|Matthew Henry's Concise Commentary|
25:27,28 Esau hunted the beasts of the field with dexterity and success, till he became a conqueror, ruling over his neighbours. Jacob was a plain man, one that liked the true delights of retirement, better than all pretended pleasures. He was a stranger and a pilgrim in his spirit, and a shepherd all his days. Isaac and Rebekah had but these two children, one was the father's darling, and the other the mother's. And though godly parents must feel their affections most drawn over towards a godly child, yet they will not show partiality. Let their affections lead them to do what is just and equal to every child, or evils will arise.
Verse 28. - And Isaac loved Esau, because he did eat of his venison: - literally, because his hunting (i.e. its produce) was in his mouth; ὁτι ἡ θήρα αὐτοῦ βρῶσις αὐτῳ (LXX.); not perhaps the sole reason for Isaac's preference of Esau, though mentioned here because of its connection with the ensuing narrative. Persons of quiet and retiring disposition, like Isaac, are often fascinated by those of more sparkling and energetic temperament, such as Esau; mothers, on the other hand, are mostly drawn towards children that are gentle in disposition and home-keeping in habit. Accordingly it is added - but Rebekah loved Jacob.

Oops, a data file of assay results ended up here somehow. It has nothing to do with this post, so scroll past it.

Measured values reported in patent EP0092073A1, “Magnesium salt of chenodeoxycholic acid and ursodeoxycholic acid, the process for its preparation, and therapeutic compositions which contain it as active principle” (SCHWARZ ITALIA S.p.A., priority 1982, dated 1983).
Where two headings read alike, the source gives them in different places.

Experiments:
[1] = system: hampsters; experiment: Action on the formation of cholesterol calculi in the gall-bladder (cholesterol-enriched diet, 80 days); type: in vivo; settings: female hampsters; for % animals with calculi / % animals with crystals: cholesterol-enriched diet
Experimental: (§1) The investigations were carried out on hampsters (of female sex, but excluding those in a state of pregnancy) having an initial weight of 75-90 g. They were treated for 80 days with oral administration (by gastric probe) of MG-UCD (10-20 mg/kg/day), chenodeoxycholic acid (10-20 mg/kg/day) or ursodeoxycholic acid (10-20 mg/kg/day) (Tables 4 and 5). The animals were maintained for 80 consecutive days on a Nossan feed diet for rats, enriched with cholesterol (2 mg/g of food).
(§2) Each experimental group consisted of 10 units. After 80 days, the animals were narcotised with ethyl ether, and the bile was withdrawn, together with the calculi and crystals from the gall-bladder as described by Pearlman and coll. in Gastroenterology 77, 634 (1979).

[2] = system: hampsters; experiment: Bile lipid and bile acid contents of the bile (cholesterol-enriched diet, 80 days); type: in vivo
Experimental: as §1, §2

Gill's Exposition of the Entire Bible
And Isaac loved Esau, because he did eat of his venison,.... Better than Jacob, not only because he was his firstborn, but because he brought him of the flesh of creatures, which he took in hunting, and being dressed, were savoury food to him: it is in the original, "because venison (or what he hunted) was in his mouth" (h), into which he put it, and was very grateful to his taste:
but Rebekah loved Jacob; more than Esau, being more at home with her, and of a milder disposition; and more especially being a good man, a partaker of the grace of God, and to whom she knew by the oracle the blessing and promise belonged.
(h) "quia venatio in ore ejus", Pagninus, Montanus.
Jamieson-Fausset-Brown Bible Commentary
28. The parents were divided in their affection; and while the grounds, at least of the father's partiality, were weak, the distinction made between the children led, as such conduct always does, to unhappy consequences.
Genesis 25:28 Parallel Commentaries
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